"The Gospel of Jesus's Wife" documentary does not answer that question, but instead leans heavily on ancient theories and Gnostic writings that portray Jesus and Mary as being quite intimate, and the devoted female disciple as a leader on par with Peter and the other apostles.

Other questions raised are: Is the papyrus truly an "ancient Christian text?" Why was there no public report on the ancient document when it was emerged decades ago? Why has King's revelation and naming of "The Gospel of Jesus's Wife" caused such a massive storm? Does "The Gospel of Jesus's Wife" redeem the besmirched reputation of Mary, who had been portrayed by the Roman Catholic Church for centuries as a prostitute, and in some popular works as a sort of temptress?

The biggest question, undoubtedly, is: What does "The Gospel of Jesus's Wife" mean for Christians living today?

"You can think the ideas are sensible. You can think they drive Christianity in a direction you'd like. You can think that these were all nutcases. Whatever. It does give a sense that the people in antiquity had a lot of different ideas," states Dr. Roger Bagnall, the director of the Institute for the Study of the Ancient World at New York University. Dr. Bagnall assessed the physical condition of the papyrus and the ink to be forensic proof of the document's age.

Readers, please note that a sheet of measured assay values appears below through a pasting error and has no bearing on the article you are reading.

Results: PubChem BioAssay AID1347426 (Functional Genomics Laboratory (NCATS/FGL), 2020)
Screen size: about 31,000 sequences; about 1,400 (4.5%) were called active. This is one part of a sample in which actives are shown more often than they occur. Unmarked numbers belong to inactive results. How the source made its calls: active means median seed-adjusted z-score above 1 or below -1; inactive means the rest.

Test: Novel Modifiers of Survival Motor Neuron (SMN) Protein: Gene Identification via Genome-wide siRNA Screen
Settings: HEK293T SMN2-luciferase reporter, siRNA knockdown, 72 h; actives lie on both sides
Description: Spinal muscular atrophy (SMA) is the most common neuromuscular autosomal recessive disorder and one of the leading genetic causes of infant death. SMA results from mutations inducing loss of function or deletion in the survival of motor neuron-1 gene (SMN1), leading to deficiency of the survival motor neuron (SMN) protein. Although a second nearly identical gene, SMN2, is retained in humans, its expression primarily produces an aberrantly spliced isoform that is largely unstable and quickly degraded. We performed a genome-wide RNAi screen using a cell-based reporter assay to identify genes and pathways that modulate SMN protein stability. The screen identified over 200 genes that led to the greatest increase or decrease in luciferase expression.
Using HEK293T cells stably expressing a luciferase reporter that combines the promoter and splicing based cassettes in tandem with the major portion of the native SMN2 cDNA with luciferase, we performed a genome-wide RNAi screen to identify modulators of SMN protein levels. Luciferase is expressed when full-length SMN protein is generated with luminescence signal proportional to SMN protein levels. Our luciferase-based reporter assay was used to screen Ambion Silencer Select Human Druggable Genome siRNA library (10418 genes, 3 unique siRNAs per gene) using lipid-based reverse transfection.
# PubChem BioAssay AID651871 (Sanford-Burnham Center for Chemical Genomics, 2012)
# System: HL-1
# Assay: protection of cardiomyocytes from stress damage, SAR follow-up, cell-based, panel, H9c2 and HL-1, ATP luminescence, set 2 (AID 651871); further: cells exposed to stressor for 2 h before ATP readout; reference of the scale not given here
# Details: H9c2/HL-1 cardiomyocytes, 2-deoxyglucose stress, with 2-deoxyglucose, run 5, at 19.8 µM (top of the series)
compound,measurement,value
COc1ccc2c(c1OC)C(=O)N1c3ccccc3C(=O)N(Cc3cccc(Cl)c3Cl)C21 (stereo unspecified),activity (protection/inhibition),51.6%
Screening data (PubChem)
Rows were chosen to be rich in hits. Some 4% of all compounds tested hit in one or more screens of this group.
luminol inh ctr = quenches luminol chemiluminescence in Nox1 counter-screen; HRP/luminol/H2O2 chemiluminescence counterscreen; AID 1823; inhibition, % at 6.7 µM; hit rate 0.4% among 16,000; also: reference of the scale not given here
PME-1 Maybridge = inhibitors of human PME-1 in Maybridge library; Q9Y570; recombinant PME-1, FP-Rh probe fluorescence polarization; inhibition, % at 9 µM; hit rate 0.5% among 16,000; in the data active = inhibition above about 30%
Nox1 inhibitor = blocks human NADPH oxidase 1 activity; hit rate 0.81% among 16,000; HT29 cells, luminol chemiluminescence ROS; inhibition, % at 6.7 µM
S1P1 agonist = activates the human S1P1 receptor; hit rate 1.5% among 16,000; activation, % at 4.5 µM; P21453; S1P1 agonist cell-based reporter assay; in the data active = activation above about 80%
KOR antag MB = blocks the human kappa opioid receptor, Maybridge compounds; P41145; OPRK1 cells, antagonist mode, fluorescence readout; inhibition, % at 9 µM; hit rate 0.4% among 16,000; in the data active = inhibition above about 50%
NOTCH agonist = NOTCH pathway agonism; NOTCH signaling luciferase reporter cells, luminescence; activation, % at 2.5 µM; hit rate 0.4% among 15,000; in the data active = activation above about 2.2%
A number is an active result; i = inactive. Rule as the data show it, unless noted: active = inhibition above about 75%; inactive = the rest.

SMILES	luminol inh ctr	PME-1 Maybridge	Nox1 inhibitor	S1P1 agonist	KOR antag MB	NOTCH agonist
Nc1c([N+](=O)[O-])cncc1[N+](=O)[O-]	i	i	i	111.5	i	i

Father Wansborough, the Benedictine monk and Biblical Studies professor at Ampleforth Abbey in North Yorkshire, England, interprets matters differently, expressing a view held by some Christians reluctant to entertain the possibility that "The Gospel of Jesus's Wife" holds any significance for modern believers.

"It will not have a great deal of importance for the Christian Church," suggests Wansborough. "It will show that there was a group who had these beliefs in the 2nd century. Christians or semi-Christians who perhaps had not reflected enough on the implications of the canonical Scriptures to see that Jesus could not have been married."

"It's a historical interest, rather than a faith interest," he concludes.

King, on the other hand, believes "The Gospel of Jesus's Wife" speaks to various issues that have affected Christians for ages, right up to present times: sexuality, marriage and women in leadership. She believes the document is part of a larger exchange between Jesus and his followers concerning the question of whether "women who are wives and mothers can be disciples of Jesus," and therefore, be leaders in His Church.

"The Gospel of Jesus's Wife" special premieres Monday, May 5, 2014, at 8 p.m. ET on the Smithsonian Channel. Learn more about the program at